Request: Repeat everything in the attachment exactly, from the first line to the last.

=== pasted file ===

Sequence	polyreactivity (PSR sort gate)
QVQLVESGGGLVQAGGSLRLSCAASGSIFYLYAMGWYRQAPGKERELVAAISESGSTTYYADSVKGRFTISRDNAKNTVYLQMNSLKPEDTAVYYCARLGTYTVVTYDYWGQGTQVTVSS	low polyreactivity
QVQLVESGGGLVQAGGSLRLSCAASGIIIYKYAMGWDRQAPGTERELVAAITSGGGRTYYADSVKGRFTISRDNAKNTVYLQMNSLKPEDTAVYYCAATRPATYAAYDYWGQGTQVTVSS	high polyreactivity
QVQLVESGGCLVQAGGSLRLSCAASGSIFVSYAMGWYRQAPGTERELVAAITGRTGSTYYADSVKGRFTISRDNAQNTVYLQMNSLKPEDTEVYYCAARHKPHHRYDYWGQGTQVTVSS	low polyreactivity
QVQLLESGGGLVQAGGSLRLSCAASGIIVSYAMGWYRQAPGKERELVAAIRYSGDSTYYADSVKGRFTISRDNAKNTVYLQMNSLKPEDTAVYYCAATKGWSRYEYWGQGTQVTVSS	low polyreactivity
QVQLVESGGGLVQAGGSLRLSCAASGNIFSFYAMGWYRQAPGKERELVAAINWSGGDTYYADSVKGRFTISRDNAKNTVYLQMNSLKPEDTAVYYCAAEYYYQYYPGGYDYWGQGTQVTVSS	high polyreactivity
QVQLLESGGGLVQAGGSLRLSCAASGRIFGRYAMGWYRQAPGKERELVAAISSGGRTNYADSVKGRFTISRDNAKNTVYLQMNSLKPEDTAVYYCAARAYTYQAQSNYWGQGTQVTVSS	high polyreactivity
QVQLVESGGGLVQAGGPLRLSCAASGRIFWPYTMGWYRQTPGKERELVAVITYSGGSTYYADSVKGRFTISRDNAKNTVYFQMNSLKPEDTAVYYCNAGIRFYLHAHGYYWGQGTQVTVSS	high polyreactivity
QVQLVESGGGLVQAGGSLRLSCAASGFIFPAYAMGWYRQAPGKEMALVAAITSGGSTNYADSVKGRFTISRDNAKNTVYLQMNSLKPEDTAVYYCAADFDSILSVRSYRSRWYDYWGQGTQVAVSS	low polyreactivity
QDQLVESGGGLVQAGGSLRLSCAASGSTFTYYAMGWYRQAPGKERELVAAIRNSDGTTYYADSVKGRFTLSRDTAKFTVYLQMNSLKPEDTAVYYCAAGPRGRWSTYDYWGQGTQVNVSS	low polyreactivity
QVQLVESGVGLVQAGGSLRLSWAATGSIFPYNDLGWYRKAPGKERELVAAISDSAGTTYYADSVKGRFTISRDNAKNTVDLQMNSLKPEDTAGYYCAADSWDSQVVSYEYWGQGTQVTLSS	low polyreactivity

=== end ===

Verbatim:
Sequence	polyreactivity (PSR sort gate)
QVQLVESGGGLVQAGGSLRLSCAASGSIFYLYAMGWYRQAPGKERELVAAISESGSTTYYADSVKGRFTISRDNAKNTVYLQMNSLKPEDTAVYYCARLGTYTVVTYDYWGQGTQVTVSS	low polyreactivity
QVQLVESGGGLVQAGGSLRLSCAASGIIIYKYAMGWDRQAPGTERELVAAITSGGGRTYYADSVKGRFTISRDNAKNTVYLQMNSLKPEDTAVYYCAATRPATYAAYDYWGQGTQVTVSS	high polyreactivity
QVQLVESGGCLVQAGGSLRLSCAASGSIFVSYAMGWYRQAPGTERELVAAITGRTGSTYYADSVKGRFTISRDNAQNTVYLQMNSLKPEDTEVYYCAARHKPHHRYDYWGQGTQVTVSS	low polyreactivity
QVQLLESGGGLVQAGGSLRLSCAASGIIVSYAMGWYRQAPGKERELVAAIRYSGDSTYYADSVKGRFTISRDNAKNTVYLQMNSLKPEDTAVYYCAATKGWSRYEYWGQGTQVTVSS	low polyreactivity
QVQLVESGGGLVQAGGSLRLSCAASGNIFSFYAMGWYRQAPGKERELVAAINWSGGDTYYADSVKGRFTISRDNAKNTVYLQMNSLKPEDTAVYYCAAEYYYQYYPGGYDYWGQGTQVTVSS	high polyreactivity
QVQLLESGGGLVQAGGSLRLSCAASGRIFGRYAMGWYRQAPGKERELVAAISSGGRTNYADSVKGRFTISRDNAKNTVYLQMNSLKPEDTAVYYCAARAYTYQAQSNYWGQGTQVTVSS	high polyreactivity
QVQLVESGGGLVQAGGPLRLSCAASGRIFWPYTMGWYRQTPGKERELVAVITYSGGSTYYADSVKGRFTISRDNAKNTVYFQMNSLKPEDTAVYYCNAGIRFYLHAHGYYWGQGTQVTVSS	high polyreactivity
QVQLVESGGGLVQAGGSLRLSCAASGFIFPAYAMGWYRQAPGKEMALVAAITSGGSTNYADSVKGRFTISRDNAKNTVYLQMNSLKPEDTAVYYCAADFDSILSVRSYRSRWYDYWGQGTQVAVSS	low polyreactivity
QDQLVESGGGLVQAGGSLRLSCAASGSTFTYYAMGWYRQAPGKERELVAAIRNSDGTTYYADSVKGRFTLSRDTAKFTVYLQMNSLKPEDTAVYYCAAGPRGRWSTYDYWGQGTQVNVSS	low polyreactivity
QVQLVESGVGLVQAGGSLRLSWAATGSIFPYNDLGWYRKAPGKERELVAAISDSAGTTYYADSVKGRFTISRDNAKNTVDLQMNSLKPEDTAGYYCAADSWDSQVVSYEYWGQGTQVTLSS	low polyreactivity